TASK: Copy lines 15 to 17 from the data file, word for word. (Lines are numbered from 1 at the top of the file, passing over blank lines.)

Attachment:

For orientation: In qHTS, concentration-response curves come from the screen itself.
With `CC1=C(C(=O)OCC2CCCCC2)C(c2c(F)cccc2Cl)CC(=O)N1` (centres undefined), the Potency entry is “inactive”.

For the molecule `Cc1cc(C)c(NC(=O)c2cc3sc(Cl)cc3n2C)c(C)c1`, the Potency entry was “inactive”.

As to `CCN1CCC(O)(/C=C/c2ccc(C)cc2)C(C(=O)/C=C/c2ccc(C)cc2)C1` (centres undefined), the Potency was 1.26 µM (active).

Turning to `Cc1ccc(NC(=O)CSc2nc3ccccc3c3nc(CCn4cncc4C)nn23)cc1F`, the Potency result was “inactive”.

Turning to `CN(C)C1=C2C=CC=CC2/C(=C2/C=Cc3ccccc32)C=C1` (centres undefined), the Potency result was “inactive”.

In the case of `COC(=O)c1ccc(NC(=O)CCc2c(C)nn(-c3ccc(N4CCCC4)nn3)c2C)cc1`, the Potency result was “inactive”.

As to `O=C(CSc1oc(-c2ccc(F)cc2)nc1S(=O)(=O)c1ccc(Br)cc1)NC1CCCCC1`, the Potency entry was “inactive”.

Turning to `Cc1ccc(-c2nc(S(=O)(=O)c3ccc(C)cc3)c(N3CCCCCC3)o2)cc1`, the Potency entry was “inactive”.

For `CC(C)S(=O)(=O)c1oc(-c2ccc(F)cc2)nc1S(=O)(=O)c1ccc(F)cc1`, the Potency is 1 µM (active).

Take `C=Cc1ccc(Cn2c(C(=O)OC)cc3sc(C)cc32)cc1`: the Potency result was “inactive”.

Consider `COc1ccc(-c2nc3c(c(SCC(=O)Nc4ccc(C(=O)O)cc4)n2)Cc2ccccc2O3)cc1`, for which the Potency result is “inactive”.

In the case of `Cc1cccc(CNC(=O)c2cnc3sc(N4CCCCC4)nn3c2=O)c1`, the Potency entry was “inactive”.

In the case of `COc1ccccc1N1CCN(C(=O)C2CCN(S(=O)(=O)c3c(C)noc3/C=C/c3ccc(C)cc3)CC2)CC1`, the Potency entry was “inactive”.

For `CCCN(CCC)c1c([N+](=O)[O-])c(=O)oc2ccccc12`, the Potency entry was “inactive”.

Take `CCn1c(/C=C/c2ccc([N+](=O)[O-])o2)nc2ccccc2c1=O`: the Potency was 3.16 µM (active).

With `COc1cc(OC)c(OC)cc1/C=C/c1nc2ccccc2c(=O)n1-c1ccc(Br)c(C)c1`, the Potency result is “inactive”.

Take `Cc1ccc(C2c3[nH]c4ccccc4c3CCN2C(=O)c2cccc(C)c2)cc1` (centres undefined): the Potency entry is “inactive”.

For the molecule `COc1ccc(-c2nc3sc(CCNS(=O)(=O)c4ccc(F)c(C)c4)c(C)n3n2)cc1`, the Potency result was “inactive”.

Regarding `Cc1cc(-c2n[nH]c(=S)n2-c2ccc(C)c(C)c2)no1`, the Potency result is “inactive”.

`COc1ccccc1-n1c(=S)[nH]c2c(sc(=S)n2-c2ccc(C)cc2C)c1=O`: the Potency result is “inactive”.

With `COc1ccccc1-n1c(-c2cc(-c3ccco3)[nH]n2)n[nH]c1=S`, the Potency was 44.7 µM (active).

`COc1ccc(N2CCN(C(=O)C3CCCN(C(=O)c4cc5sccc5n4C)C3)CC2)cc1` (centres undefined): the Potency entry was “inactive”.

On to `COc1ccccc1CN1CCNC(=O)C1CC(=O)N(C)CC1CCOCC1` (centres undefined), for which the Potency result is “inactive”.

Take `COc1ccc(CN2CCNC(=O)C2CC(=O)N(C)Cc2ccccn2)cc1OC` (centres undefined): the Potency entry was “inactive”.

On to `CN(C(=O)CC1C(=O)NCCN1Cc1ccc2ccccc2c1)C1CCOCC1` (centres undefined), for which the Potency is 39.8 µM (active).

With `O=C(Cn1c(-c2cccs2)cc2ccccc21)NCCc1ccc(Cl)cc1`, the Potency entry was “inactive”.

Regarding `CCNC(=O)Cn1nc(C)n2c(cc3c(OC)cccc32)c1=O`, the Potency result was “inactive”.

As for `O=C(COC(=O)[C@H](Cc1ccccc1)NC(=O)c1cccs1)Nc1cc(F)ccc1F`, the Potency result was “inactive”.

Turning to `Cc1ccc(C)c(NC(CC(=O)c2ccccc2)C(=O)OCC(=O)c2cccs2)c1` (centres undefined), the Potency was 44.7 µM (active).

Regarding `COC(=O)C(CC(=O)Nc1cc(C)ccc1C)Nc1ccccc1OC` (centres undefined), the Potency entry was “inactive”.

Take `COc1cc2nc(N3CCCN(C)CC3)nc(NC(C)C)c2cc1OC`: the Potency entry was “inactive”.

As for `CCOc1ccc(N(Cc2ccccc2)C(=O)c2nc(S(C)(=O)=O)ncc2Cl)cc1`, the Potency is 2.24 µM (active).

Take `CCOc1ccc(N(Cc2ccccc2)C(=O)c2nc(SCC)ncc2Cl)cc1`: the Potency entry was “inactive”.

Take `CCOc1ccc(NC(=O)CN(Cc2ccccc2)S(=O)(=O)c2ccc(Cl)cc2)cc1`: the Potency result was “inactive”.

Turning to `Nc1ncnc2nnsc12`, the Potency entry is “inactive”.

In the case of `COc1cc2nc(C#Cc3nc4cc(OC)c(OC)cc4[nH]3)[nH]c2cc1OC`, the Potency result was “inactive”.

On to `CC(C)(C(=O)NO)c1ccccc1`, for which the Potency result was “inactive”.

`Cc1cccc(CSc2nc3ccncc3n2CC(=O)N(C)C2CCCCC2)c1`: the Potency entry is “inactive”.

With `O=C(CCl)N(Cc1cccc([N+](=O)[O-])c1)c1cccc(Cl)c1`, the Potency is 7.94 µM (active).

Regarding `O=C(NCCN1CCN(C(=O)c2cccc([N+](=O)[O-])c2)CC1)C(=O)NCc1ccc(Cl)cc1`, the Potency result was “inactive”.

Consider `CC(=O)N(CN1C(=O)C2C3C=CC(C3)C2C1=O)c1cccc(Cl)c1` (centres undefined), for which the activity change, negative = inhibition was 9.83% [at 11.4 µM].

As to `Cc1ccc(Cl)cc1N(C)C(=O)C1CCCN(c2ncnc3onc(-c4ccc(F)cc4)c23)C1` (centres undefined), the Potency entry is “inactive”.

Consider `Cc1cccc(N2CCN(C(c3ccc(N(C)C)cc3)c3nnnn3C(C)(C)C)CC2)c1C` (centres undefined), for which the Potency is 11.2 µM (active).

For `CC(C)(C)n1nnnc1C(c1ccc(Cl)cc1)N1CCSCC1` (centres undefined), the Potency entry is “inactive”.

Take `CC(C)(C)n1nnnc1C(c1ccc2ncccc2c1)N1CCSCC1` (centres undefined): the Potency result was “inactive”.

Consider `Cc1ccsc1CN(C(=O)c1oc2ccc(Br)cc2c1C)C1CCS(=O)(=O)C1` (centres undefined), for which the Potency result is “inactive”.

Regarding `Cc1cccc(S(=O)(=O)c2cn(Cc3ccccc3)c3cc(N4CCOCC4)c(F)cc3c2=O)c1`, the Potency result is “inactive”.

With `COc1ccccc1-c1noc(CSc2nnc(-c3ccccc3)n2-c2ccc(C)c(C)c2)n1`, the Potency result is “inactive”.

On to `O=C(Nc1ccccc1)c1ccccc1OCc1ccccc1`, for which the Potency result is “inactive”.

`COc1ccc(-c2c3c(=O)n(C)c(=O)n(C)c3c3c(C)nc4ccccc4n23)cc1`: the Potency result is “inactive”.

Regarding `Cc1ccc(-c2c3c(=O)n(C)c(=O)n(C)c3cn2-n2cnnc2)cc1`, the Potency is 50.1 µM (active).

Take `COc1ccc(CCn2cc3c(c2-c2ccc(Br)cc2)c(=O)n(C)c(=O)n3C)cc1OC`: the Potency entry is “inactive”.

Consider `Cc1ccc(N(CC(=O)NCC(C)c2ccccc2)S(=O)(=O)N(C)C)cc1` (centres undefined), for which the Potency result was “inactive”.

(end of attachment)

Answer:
For `CCCN(CCC)c1c([N+](=O)[O-])c(=O)oc2ccccc12`, the Potency entry was “inactive”.

Take `CCn1c(/C=C/c2ccc([N+](=O)[O-])o2)nc2ccccc2c1=O`: the Potency was 3.16 µM (active).

With `COc1cc(OC)c(OC)cc1/C=C/c1nc2ccccc2c(=O)n1-c1ccc(Br)c(C)c1`, the Potency result is “inactive”.